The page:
This is the second part in a series by Vince Venturella on the future of claims litigation technology. Part one was about predictive analytics in insurance claims defense. This post focuses on how AI technologies can help claims professionals work more efficiently and effectively. In the next post, the last in this series, Vince will write about tools that support “red flagging” of potential problems with claims, such as fraud or challenging precedents in the case law.

Twenty-ish years ago, legal invoicing was changed forever by technology. Starting then, insurance carriers went from receiving paper invoices from law firms – which often meant invoices languished in people’s physical inboxes for months – to electronic bills that could be adjusted and approved much more efficiently.

Time to cut the check went from being counted in months to being counted in days. This opened the door for better auditing of billing guideline compliance, as well as benefits like fast pay discounts. Carriers could now save real money by using electronic billing technology. There was a benefit on the law firm side, too. Firms now could spend less time tracking down each invoice through complicated and lengthy audit processes just to find out which invoices were still outstanding and when they could expect to be paid.

Improving on e-Billing

Today, e-billing has been adopted by the vast majority of companies in the insurance industry. Carriers now receive most of their invoices electronically, which means they can perform analytics and draw insights from the rich data set electronic invoices generate.

Recently however, many companies have been asking how this technology could improve, as there is some friction in the system. Reviewing invoices, even in their digital form, can still be a time-consuming process now that billing guidelines have become more complex. In addition, not all law firms are able to bill electronically, which means that a percentage of invoices is still received in “paper” format (although these days, this usually takes the form of a PDF file sent through email rather than an envelope and stamp). In addition, law firms often don’t understand how to properly conform to all billing guidelines. This can introduce unnecessary challenges to what should be a very straightforward process: paying for the requested legal work.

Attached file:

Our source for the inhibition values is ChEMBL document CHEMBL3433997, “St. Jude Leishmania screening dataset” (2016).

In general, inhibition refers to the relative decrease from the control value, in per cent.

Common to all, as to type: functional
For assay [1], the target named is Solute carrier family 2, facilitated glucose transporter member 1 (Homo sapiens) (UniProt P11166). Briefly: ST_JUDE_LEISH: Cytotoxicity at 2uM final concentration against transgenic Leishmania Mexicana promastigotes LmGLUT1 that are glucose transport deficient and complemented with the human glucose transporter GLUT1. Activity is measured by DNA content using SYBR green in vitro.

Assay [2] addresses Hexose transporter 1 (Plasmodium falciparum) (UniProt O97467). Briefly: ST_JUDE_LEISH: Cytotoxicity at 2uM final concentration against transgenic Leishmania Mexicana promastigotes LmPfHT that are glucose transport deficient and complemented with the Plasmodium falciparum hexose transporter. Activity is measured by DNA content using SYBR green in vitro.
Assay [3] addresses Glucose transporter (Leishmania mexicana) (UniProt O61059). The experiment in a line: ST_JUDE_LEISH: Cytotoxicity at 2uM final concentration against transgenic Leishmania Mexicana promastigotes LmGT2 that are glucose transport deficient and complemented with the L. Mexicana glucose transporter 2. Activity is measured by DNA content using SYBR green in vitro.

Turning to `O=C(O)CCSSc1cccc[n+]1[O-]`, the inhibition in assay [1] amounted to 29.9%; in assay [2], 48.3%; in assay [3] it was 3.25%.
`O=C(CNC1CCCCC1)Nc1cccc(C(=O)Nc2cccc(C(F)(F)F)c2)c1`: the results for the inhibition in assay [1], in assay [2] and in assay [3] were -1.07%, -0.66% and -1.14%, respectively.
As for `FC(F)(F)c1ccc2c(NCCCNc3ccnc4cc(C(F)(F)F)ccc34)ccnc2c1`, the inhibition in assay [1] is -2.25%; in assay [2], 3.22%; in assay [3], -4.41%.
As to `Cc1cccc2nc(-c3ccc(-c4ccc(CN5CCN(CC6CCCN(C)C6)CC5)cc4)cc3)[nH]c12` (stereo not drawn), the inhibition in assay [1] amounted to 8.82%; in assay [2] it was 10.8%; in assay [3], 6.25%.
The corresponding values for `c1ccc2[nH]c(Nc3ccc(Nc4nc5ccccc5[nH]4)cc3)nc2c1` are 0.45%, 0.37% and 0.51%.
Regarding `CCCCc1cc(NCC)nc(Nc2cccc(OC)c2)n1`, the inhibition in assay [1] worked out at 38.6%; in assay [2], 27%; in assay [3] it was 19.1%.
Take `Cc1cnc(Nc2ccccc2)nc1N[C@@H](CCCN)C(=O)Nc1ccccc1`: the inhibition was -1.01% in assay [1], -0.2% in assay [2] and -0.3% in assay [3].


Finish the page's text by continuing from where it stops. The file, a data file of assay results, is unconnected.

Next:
How AI Can Help

Artificial intelligence (AI) is primed to address all of these issues. AI technologies such as natural language processing, which enables a computer to read an invoice similarly to how a human would, allows software to dissect an invoice in much the same way your claims examiners or bill reviewers might do. The technology can break down what type of work was done, whether that work was appropriate as per the billing guidelines, and even if that work was reasonable.

This capability is most effectively used by introducing human reviewers to the process after AI takes a first pass. When people come into the process, the invoice has already been screened in a way that is transparent and easy to understand, with potential guideline violations flagged. The invoice reviewer starts with a roadmap directing them to these line items where the invoice might not comply with the contracted legal services agreement. When the billing law firm can see the same results, it gives them insight on how they can make future invoices guideline-compliant so they can be paid in full and faster. It’s a win-win situation on both sides of the billing process.

In addition, AI technology can also read PDF invoices and convert them into a format that electronic billing platforms can utilize. Invoice conversion has been done manually for some time, but it is resource and cost intensive. AI’s ability to read quickly and translate the real intent means that it dramatically increases both the speed and accuracy of the conversion work.

A Transparent and Cooperative Approach

This technology is able to add a great deal of transparency. By using AI tools that deliver information to both the law firm and the carrier, the parties operate from a position of shared understanding and can make better decisions faster. In the end, the law firm can operate more efficiently and get paid more quickly for the good legal work they have done.

For claims professionals working at carriers, these tools allow them to spend less of their day on lower value work like invoice review and focus on resolving the claims of policy holders and delivering value to the insurance carrier’s clients.

To learn how Wolters Kluwer’s ELM Solutions can help you improve your operations with AI, read about LegalVIEW® BillAnalyzer and Intelligent Invoice Conversion and download our whitepaper Meeting Challenges and Predicting the Future: Artificial Intelligence in Claims Litigation.


About The Author

Vince Venturella

Vince is the product manager responsible for the development of Wolters Kluwer's ELM Solutions insurance market offerings for claims and staff counsel. Vince is a strategic, results-oriented legal technology leader with a consistent record of improving processes, developing innovative solutions, and leading diverse product teams. He has worked in legal management consulting and technology solutions within the insurance market for almost a decade. Vince is a graduate of The Ohio State University in Columbus, Ohio.